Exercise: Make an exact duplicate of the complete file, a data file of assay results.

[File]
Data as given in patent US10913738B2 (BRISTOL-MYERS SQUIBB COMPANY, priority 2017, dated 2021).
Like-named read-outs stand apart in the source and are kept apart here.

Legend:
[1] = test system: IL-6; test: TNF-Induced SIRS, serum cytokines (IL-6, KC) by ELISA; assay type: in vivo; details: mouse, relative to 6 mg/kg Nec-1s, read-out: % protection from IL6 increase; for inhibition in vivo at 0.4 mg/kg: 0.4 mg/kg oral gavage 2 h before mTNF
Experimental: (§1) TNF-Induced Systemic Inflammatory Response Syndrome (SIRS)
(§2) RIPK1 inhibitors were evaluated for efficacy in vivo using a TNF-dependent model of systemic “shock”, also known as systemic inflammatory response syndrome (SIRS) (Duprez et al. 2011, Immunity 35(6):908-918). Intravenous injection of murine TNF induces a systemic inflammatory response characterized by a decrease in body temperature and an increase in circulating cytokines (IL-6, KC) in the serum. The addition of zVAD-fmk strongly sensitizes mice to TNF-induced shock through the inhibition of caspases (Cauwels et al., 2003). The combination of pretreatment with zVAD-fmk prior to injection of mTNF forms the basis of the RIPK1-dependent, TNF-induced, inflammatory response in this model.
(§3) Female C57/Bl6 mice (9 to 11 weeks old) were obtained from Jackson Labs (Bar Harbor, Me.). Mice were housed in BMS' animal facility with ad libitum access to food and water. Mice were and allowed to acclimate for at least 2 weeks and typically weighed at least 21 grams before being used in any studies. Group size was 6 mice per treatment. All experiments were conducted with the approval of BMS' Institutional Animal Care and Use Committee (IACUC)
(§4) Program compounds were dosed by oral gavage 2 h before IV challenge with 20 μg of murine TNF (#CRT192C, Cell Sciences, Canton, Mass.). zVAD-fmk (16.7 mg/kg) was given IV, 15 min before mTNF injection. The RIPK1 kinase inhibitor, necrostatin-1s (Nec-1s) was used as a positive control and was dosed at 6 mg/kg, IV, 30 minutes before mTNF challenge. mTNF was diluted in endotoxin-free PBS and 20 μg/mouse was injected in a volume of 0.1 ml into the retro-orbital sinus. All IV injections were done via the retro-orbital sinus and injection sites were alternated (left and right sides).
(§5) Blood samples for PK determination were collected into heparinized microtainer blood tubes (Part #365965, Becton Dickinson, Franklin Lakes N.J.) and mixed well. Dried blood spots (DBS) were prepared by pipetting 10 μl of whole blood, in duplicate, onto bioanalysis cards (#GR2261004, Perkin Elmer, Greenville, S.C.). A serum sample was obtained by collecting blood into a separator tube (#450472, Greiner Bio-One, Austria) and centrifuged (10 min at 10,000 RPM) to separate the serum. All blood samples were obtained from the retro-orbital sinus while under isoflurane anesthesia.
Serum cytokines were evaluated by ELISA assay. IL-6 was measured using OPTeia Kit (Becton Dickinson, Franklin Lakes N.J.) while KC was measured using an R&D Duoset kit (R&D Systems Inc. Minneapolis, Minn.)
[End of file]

Data as given in patent US10913738B2 (BRISTOL-MYERS SQUIBB COMPANY, priority 2017, dated 2021).
Like-named read-outs stand apart in the source and are kept apart here.

Legend:
[1] = test system: IL-6; test: TNF-Induced SIRS, serum cytokines (IL-6, KC) by ELISA; assay type: in vivo; details: mouse, relative to 6 mg/kg Nec-1s, read-out: % protection from IL6 increase; for inhibition in vivo at 0.4 mg/kg: 0.4 mg/kg oral gavage 2 h before mTNF
Experimental: (§1) TNF-Induced Systemic Inflammatory Response Syndrome (SIRS)
(§2) RIPK1 inhibitors were evaluated for efficacy in vivo using a TNF-dependent model of systemic “shock”, also known as systemic inflammatory response syndrome (SIRS) (Duprez et al. 2011, Immunity 35(6):908-918). Intravenous injection of murine TNF induces a systemic inflammatory response characterized by a decrease in body temperature and an increase in circulating cytokines (IL-6, KC) in the serum. The addition of zVAD-fmk strongly sensitizes mice to TNF-induced shock through the inhibition of caspases (Cauwels et al., 2003). The combination of pretreatment with zVAD-fmk prior to injection of mTNF forms the basis of the RIPK1-dependent, TNF-induced, inflammatory response in this model.
(§3) Female C57/Bl6 mice (9 to 11 weeks old) were obtained from Jackson Labs (Bar Harbor, Me.). Mice were housed in BMS' animal facility with ad libitum access to food and water. Mice were and allowed to acclimate for at least 2 weeks and typically weighed at least 21 grams before being used in any studies. Group size was 6 mice per treatment. All experiments were conducted with the approval of BMS' Institutional Animal Care and Use Committee (IACUC)
(§4) Program compounds were dosed by oral gavage 2 h before IV challenge with 20 μg of murine TNF (#CRT192C, Cell Sciences, Canton, Mass.). zVAD-fmk (16.7 mg/kg) was given IV, 15 min before mTNF injection. The RIPK1 kinase inhibitor, necrostatin-1s (Nec-1s) was used as a positive control and was dosed at 6 mg/kg, IV, 30 minutes before mTNF challenge. mTNF was diluted in endotoxin-free PBS and 20 μg/mouse was injected in a volume of 0.1 ml into the retro-orbital sinus. All IV injections were done via the retro-orbital sinus and injection sites were alternated (left and right sides).
(§5) Blood samples for PK determination were collected into heparinized microtainer blood tubes (Part #365965, Becton Dickinson, Franklin Lakes N.J.) and mixed well. Dried blood spots (DBS) were prepared by pipetting 10 μl of whole blood, in duplicate, onto bioanalysis cards (#GR2261004, Perkin Elmer, Greenville, S.C.). A serum sample was obtained by collecting blood into a separator tube (#450472, Greiner Bio-One, Austria) and centrifuged (10 min at 10,000 RPM) to separate the serum. All blood samples were obtained from the retro-orbital sinus while under isoflurane anesthesia.
Serum cytokines were evaluated by ELISA assay. IL-6 was measured using OPTeia Kit (Becton Dickinson, Franklin Lakes N.J.) while KC was measured using an R&D Duoset kit (R&D Systems Inc. Minneapolis, Minn.)